By Jamuura Staff. Posted on October 06, 2014
Alfred Hitchcock said a film is made three times: when you write it, when you shoot it and when you edit it. While getting a concept or coming up with a story idea is easy, putting it down on paper in the form of screenplay is a challenging task. The script is a document that outlines every aural, visual and behavioral element required to tell a story and is a very tedious process. One must learn to write a screenplay VISUALLY because the audience will in turn SEE and HEAR the various scenes.
The script seems to be an extremely mundane piece of writing until its technicalities are observed. The standard model for writing a script internationally is to divide it into 3 essential part or ‘Acts’,
Act I- Setup
Act II- Conflict
Act III- Resolution
However not everyone follows this three act structure. Indian films, due to the peculiar nature of exhibition that includes an interval, typically subvert this structure. The interval results in both halves of the film having three acts each.
The basic idea of a script is to grab the attention of the audience and present a story that speaks for itself. This video gives a good idea of the basic elements that should be kept in mind while writing a script.
Writing for the big screen is always difficult. You've got to be persistent. You don’t have to agree with everything the directors and producers say about your work. But it is important to keep their criticism and advice at the back of your mind.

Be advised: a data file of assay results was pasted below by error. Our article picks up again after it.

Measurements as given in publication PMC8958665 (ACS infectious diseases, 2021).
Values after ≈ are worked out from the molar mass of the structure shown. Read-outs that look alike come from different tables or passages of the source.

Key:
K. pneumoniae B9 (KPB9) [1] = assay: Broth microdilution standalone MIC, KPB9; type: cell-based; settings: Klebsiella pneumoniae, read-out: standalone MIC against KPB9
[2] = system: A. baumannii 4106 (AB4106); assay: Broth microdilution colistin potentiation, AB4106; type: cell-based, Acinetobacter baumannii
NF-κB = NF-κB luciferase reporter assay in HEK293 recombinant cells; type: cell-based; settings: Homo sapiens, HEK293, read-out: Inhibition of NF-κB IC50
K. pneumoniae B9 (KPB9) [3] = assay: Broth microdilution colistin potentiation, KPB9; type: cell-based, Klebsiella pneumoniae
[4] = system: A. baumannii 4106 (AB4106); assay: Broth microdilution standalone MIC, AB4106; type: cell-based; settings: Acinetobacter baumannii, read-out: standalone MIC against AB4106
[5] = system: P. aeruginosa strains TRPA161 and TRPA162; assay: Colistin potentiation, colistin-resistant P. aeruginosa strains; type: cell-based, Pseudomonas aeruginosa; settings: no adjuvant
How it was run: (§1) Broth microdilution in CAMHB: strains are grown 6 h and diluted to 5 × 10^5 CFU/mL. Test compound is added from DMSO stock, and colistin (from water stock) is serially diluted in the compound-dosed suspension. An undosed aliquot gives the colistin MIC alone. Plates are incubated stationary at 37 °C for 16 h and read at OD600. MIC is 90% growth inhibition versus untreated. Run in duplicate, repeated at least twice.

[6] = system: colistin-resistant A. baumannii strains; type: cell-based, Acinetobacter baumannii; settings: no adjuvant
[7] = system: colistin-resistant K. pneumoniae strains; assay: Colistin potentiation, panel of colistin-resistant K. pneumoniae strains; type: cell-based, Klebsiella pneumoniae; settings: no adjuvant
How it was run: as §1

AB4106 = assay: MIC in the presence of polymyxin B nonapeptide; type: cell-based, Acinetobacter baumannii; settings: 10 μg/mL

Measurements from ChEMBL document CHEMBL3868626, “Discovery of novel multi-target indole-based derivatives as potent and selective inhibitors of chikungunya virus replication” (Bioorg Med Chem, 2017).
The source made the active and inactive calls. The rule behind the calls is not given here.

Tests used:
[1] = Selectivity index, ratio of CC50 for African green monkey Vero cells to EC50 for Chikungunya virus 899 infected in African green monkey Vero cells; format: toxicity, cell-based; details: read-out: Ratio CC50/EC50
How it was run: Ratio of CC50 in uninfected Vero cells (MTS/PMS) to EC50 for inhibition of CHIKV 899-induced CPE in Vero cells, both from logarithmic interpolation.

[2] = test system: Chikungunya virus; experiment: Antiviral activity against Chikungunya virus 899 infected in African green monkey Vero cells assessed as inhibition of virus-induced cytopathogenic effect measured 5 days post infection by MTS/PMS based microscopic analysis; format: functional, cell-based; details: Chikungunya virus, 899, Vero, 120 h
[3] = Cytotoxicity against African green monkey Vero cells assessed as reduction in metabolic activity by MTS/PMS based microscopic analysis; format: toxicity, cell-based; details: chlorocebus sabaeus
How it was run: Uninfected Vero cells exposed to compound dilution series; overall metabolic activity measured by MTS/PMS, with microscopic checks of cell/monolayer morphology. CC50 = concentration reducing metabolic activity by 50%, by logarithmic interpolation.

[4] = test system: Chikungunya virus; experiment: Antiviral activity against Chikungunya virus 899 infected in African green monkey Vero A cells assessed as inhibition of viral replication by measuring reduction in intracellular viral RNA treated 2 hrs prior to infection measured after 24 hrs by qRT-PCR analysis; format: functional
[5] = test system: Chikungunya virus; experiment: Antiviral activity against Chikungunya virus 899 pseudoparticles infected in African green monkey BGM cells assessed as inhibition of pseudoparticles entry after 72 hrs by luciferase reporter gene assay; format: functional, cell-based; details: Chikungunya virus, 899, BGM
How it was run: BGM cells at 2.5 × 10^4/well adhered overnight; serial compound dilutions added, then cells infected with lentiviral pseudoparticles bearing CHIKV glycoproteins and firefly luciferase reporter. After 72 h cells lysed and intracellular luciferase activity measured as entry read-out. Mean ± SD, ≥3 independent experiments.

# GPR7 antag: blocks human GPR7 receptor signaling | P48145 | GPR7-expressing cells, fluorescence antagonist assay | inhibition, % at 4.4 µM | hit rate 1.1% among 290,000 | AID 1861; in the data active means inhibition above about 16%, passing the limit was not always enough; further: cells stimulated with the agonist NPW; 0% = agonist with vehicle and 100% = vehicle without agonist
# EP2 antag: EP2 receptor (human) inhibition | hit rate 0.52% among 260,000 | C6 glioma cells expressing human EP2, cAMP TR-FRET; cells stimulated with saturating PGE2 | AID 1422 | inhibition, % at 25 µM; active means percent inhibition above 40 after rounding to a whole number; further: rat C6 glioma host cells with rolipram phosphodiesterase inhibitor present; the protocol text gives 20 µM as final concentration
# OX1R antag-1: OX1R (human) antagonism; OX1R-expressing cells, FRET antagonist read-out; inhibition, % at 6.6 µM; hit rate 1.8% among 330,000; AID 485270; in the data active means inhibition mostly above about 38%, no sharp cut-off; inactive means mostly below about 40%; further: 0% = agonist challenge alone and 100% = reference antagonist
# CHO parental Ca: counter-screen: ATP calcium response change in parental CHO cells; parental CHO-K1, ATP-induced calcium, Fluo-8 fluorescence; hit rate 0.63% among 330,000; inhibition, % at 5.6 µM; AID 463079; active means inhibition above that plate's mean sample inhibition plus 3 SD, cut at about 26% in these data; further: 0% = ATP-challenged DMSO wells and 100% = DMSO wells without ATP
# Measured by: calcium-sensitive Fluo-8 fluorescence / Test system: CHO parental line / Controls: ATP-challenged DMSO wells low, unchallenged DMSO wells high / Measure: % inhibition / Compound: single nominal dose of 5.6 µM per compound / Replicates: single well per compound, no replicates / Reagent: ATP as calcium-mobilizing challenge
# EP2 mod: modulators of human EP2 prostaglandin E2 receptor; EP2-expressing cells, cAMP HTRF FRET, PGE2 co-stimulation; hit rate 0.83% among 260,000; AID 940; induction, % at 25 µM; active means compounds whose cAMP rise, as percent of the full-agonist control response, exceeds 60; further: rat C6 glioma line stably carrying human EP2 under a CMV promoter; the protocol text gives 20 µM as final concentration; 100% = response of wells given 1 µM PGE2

Given the importance of screenwriting in the whole process of filmmaking, we've collated some of the best advice by legendary directors and screenwriters below for you. So watch these and then grab your pen and paper (or your laptop) and start writing the screenplay you've long promised yourselves. No excuses this time!
Another great way of learning to write scripts is to read scripts of classics and award winning films. Follow this great blog by Scott Myers for some of the best screenplays ever. Another great site to follow for screenwriting advice is by John August who's written films like Charlie's Angels, Big Fish and Charlie and the Chocolate Factory.
Stay tuned as we post more insight on the technical aspects of scriptwriting and about various script writers.